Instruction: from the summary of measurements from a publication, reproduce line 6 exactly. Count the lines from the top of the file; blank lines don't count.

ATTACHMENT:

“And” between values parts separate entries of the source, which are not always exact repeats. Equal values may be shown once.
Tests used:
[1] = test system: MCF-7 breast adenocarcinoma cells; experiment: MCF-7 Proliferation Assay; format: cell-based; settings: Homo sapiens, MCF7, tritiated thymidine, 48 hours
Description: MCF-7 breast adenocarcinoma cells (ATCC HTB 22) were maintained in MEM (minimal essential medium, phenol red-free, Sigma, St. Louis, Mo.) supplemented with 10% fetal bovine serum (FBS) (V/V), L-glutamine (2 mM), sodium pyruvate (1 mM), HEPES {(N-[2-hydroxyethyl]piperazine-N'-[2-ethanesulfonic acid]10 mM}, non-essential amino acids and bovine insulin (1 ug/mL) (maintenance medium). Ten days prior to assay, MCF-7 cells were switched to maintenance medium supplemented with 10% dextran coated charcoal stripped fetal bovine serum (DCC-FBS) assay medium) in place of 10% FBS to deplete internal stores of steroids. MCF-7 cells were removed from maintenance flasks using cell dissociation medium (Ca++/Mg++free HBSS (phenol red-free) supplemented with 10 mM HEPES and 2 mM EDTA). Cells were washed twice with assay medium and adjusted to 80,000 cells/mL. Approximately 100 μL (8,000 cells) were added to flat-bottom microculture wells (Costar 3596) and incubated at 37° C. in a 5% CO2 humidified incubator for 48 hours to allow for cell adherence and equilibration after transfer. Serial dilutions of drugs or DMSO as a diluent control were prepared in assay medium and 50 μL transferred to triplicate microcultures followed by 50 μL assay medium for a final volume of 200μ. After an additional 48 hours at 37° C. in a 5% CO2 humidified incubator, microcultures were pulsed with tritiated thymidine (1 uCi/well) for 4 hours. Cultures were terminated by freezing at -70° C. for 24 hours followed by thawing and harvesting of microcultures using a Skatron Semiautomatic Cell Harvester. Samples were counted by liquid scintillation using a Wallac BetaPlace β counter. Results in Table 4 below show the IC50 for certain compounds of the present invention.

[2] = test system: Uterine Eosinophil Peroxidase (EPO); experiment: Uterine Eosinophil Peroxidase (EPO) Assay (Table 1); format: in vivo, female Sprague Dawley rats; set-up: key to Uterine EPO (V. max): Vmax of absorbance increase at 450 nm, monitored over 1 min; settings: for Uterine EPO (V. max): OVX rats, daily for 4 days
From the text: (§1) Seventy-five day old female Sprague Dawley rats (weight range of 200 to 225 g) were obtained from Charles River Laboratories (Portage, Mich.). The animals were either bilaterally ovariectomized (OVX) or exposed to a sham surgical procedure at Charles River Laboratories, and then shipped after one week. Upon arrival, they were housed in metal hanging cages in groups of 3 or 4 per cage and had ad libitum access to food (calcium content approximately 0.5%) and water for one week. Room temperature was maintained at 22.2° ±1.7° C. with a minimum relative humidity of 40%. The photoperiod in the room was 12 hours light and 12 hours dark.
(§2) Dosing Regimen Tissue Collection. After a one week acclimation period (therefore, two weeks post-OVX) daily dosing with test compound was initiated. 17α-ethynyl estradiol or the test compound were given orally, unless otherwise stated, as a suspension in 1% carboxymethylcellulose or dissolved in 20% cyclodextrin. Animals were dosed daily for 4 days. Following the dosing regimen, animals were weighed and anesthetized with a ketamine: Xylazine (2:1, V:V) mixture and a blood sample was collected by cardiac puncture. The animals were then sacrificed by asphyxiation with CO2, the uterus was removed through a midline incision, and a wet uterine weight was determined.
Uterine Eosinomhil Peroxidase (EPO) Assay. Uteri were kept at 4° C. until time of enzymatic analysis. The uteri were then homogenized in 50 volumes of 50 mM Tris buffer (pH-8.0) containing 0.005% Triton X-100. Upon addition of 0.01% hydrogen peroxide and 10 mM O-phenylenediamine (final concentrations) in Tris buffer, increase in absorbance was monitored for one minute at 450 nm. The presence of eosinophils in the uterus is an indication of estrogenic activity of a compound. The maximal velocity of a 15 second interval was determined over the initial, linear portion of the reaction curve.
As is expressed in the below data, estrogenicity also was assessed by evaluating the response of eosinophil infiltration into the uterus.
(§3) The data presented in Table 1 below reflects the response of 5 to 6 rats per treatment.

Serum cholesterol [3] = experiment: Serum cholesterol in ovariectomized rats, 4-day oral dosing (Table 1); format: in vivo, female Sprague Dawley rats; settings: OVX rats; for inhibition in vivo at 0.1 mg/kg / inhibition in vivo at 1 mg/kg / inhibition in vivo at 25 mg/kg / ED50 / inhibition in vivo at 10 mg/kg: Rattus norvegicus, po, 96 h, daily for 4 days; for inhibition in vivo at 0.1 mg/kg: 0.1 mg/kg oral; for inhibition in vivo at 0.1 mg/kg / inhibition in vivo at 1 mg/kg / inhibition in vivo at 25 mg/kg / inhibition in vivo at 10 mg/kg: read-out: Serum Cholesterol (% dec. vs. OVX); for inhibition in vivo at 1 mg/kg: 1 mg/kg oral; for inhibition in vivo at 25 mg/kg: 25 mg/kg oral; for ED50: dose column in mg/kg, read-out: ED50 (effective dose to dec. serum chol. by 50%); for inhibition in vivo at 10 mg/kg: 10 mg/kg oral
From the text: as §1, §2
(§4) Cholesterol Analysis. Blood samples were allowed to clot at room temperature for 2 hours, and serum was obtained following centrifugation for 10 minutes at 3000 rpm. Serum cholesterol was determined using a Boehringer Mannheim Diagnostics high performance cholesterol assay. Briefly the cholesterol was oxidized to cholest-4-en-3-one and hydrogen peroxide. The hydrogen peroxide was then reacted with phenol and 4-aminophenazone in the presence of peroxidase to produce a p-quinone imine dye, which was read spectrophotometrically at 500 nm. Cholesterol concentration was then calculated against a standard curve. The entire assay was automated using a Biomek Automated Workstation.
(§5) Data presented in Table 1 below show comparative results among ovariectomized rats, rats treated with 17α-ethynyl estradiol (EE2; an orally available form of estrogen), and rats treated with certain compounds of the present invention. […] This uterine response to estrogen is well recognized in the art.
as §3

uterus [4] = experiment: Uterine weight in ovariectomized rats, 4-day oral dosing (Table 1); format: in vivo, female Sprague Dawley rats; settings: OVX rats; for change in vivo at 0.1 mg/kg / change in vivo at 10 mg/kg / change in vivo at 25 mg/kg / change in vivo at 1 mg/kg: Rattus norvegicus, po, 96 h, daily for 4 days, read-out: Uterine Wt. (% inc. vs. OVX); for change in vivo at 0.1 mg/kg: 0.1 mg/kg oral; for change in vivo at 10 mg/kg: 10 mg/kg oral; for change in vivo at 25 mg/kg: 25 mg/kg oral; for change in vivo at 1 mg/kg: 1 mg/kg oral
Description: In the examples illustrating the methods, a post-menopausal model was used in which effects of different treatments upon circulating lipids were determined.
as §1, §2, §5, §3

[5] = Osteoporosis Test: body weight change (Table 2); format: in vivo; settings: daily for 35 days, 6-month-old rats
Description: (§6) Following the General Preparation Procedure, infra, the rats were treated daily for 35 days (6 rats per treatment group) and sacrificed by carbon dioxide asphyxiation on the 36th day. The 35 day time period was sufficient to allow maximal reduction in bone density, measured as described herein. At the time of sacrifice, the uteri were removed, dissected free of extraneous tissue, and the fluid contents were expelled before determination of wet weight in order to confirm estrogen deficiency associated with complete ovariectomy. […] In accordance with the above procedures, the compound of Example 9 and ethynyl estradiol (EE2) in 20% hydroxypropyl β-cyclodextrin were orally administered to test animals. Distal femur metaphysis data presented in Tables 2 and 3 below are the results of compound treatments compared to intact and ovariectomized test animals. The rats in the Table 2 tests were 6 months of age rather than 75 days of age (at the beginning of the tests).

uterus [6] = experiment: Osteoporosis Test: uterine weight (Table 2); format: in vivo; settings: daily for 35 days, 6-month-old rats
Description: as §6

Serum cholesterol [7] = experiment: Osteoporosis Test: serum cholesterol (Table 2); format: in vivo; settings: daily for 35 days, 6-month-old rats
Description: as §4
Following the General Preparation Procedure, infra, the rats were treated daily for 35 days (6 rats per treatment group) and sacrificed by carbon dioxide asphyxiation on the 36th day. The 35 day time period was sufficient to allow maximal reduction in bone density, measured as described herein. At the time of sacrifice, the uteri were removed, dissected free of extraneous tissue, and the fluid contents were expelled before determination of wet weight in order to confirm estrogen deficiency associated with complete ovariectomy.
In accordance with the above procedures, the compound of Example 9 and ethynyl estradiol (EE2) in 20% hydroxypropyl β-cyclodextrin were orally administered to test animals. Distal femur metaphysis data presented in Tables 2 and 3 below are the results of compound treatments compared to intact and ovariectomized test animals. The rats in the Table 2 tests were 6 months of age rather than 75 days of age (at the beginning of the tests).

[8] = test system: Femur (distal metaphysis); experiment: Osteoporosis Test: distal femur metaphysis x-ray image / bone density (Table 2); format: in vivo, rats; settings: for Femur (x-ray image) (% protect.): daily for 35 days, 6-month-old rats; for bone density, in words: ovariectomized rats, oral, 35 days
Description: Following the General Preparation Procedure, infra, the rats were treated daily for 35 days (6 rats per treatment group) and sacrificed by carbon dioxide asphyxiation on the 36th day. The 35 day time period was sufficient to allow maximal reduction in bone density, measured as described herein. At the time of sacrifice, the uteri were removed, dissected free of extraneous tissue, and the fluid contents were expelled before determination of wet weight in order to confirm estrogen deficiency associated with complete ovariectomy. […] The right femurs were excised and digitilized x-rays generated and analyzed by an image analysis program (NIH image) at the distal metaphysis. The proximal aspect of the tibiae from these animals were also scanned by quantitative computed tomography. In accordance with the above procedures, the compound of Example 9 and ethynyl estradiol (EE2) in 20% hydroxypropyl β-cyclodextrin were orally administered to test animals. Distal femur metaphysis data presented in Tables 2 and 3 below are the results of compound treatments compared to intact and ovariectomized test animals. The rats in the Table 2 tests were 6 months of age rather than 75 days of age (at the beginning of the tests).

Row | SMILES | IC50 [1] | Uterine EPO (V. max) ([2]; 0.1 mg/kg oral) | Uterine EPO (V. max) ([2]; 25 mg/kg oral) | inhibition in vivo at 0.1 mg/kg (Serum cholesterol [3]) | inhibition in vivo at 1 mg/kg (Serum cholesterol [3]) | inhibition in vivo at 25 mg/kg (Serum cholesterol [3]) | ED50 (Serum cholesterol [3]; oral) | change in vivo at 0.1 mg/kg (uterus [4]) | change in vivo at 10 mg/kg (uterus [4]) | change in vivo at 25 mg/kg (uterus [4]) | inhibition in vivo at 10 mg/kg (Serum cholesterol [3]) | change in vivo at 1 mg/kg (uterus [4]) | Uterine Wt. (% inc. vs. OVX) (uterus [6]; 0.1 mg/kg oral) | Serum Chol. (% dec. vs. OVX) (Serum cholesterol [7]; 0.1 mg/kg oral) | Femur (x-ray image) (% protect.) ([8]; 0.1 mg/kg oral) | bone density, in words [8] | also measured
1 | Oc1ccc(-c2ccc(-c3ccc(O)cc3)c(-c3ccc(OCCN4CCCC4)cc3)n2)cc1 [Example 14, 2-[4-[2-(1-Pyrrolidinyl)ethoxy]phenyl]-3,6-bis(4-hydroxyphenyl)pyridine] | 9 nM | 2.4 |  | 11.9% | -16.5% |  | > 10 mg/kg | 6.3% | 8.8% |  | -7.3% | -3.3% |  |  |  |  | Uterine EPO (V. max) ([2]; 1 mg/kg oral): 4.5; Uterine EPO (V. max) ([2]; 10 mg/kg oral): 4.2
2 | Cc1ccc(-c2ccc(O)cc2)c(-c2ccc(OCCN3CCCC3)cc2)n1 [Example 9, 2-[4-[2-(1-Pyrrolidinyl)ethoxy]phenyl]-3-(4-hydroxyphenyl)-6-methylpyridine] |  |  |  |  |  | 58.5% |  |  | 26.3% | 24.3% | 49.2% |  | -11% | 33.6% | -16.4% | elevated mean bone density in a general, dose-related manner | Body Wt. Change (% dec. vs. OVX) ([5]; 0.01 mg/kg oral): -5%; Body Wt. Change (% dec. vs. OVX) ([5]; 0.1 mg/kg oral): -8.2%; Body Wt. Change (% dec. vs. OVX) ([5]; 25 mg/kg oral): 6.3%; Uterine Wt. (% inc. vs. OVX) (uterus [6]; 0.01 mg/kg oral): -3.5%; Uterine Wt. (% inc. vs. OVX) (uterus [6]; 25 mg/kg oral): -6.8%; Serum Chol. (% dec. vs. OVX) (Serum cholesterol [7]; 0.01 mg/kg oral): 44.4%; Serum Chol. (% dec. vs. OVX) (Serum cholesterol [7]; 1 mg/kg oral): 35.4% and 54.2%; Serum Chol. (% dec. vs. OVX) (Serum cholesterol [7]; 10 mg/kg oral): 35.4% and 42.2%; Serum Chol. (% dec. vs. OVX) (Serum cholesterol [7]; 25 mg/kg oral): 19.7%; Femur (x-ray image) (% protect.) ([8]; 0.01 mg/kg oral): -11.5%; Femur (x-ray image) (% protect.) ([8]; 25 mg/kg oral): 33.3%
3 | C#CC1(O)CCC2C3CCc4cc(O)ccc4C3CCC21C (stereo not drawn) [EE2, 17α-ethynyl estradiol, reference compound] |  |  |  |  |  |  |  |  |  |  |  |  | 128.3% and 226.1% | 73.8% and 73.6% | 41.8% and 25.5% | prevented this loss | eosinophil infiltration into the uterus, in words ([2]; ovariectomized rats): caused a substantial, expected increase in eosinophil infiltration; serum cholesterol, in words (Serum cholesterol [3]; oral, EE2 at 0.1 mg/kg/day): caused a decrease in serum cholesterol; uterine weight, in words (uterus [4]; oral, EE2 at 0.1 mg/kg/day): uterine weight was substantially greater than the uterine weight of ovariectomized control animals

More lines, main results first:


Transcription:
From the text: (§1) Seventy-five day old female Sprague Dawley rats (weight range of 200 to 225 g) were obtained from Charles River Laboratories (Portage, Mich.). The animals were either bilaterally ovariectomized (OVX) or exposed to a sham surgical procedure at Charles River Laboratories, and then shipped after one week. Upon arrival, they were housed in metal hanging cages in groups of 3 or 4 per cage and had ad libitum access to food (calcium content approximately 0.5%) and water for one week. Room temperature was maintained at 22.2° ±1.7° C. with a minimum relative humidity of 40%. The photoperiod in the room was 12 hours light and 12 hours dark.